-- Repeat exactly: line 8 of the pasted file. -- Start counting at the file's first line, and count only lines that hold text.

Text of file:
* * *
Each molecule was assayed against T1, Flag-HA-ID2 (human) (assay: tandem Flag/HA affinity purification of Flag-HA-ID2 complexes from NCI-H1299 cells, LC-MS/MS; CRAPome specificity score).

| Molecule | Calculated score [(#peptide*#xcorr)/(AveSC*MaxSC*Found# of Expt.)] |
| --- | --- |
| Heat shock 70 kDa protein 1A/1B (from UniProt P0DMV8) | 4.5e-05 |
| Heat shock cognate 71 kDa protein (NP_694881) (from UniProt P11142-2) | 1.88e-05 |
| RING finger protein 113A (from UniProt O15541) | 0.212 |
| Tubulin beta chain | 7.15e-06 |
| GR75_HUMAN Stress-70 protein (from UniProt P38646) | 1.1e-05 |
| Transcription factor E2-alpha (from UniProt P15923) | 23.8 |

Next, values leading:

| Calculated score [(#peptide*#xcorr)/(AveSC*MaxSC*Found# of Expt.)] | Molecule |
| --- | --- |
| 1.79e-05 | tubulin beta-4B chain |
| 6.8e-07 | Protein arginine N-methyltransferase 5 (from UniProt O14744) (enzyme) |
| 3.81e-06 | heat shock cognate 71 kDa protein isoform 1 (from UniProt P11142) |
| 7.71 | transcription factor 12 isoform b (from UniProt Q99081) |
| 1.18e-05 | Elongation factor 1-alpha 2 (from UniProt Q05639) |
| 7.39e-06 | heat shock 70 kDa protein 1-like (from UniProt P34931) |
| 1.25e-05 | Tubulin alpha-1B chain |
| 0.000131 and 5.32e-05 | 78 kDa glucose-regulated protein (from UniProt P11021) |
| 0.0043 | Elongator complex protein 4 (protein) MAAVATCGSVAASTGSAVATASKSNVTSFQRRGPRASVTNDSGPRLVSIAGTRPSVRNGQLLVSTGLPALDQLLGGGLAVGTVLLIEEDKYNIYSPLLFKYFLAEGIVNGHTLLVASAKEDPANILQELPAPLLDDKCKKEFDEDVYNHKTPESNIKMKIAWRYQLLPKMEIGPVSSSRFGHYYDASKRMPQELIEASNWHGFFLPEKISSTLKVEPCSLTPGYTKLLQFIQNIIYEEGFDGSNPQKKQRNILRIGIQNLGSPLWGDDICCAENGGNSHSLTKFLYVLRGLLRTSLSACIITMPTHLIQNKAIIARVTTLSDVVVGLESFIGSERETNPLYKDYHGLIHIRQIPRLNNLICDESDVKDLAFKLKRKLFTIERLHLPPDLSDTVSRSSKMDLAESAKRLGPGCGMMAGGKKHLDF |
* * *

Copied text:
| GR75_HUMAN Stress-70 protein (from UniProt P38646) | 1.1e-05 |